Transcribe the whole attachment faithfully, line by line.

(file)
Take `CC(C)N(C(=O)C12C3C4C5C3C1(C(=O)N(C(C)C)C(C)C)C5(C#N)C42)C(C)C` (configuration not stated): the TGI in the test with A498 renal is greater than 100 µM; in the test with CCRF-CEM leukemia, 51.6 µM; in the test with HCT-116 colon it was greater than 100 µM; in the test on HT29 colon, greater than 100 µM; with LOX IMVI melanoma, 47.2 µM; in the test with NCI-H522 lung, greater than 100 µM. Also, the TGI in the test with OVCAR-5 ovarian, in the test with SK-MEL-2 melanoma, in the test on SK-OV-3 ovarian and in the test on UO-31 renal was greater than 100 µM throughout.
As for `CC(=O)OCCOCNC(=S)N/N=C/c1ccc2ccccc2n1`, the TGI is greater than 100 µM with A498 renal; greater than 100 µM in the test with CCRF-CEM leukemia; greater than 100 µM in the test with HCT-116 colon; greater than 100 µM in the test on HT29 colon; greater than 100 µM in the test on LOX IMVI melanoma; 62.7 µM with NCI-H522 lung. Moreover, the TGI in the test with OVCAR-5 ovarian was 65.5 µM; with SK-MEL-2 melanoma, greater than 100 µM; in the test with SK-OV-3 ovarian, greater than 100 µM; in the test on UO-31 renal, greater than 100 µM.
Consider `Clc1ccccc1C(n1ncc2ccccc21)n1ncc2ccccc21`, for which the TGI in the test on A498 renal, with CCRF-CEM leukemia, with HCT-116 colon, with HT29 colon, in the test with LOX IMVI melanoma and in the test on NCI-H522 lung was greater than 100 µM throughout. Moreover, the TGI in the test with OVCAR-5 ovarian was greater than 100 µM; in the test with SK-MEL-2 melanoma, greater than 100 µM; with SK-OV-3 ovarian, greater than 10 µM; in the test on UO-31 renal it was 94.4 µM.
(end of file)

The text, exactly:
Take `CC(C)N(C(=O)C12C3C4C5C3C1(C(=O)N(C(C)C)C(C)C)C5(C#N)C42)C(C)C` (configuration not stated): the TGI in the test with A498 renal is greater than 100 µM; in the test with CCRF-CEM leukemia, 51.6 µM; in the test with HCT-116 colon it was greater than 100 µM; in the test on HT29 colon, greater than 100 µM; with LOX IMVI melanoma, 47.2 µM; in the test with NCI-H522 lung, greater than 100 µM. Also, the TGI in the test with OVCAR-5 ovarian, in the test with SK-MEL-2 melanoma, in the test on SK-OV-3 ovarian and in the test on UO-31 renal was greater than 100 µM throughout.
As for `CC(=O)OCCOCNC(=S)N/N=C/c1ccc2ccccc2n1`, the TGI is greater than 100 µM with A498 renal; greater than 100 µM in the test with CCRF-CEM leukemia; greater than 100 µM in the test with HCT-116 colon; greater than 100 µM in the test on HT29 colon; greater than 100 µM in the test on LOX IMVI melanoma; 62.7 µM with NCI-H522 lung. Moreover, the TGI in the test with OVCAR-5 ovarian was 65.5 µM; with SK-MEL-2 melanoma, greater than 100 µM; in the test with SK-OV-3 ovarian, greater than 100 µM; in the test on UO-31 renal, greater than 100 µM.
Consider `Clc1ccccc1C(n1ncc2ccccc21)n1ncc2ccccc21`, for which the TGI in the test on A498 renal, with CCRF-CEM leukemia, with HCT-116 colon, with HT29 colon, in the test with LOX IMVI melanoma and in the test on NCI-H522 lung was greater than 100 µM throughout. Moreover, the TGI in the test with OVCAR-5 ovarian was greater than 100 µM; in the test with SK-MEL-2 melanoma, greater than 100 µM; with SK-OV-3 ovarian, greater than 10 µM; in the test on UO-31 renal it was 94.4 µM.